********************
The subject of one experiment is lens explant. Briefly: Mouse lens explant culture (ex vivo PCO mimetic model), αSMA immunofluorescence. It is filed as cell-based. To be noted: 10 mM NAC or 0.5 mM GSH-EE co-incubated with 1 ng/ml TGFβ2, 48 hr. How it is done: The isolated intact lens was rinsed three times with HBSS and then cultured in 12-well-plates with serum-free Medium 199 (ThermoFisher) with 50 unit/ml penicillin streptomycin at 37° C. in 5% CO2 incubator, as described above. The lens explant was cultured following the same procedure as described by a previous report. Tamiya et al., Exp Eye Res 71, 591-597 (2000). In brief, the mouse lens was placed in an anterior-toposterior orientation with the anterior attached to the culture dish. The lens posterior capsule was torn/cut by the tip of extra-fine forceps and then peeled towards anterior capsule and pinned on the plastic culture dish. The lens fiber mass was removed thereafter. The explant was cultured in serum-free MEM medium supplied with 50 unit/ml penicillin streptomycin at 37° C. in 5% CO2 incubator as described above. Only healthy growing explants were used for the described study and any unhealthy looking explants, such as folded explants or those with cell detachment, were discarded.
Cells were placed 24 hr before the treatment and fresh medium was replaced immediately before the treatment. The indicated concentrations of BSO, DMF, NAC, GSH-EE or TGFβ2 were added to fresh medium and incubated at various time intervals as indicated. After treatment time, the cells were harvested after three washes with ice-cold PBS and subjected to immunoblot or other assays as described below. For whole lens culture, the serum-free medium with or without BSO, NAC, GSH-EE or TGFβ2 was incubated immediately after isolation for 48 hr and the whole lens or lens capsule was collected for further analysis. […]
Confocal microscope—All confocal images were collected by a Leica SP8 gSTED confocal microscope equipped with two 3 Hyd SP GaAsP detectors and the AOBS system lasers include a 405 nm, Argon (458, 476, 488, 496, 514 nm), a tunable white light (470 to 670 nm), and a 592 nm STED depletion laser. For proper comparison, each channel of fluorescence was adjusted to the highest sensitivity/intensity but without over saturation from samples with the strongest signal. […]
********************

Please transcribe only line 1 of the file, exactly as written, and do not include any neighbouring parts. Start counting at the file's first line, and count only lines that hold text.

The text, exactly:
The subject of one experiment is lens explant. Briefly: Mouse lens explant culture (ex vivo PCO mimetic model), αSMA immunofluorescence. It is filed as cell-based. To be noted: 10 mM NAC or 0.5 mM GSH-EE co-incubated with 1 ng/ml TGFβ2, 48 hr. How it is done: The isolated intact lens was rinsed three times with HBSS and then cultured in 12-well-plates with serum-free Medium 199 (ThermoFisher) with 50 unit/ml penicillin streptomycin at 37° C. in 5% CO2 incubator, as described above. The lens explant was cultured following the same procedure as described by a previous report. Tamiya et al., Exp Eye Res 71, 591-597 (2000). In brief, the mouse lens was placed in an anterior-toposterior orientation with the anterior attached to the culture dish. The lens posterior capsule was torn/cut by the tip of extra-fine forceps and then peeled towards anterior capsule and pinned on the plastic culture dish. The lens fiber mass was removed thereafter. The explant was cultured in serum-free MEM medium supplied with 50 unit/ml penicillin streptomycin at 37° C. in 5% CO2 incubator as described above. Only healthy growing explants were used for the described study and any unhealthy looking explants, such as folded explants or those with cell detachment, were discarded.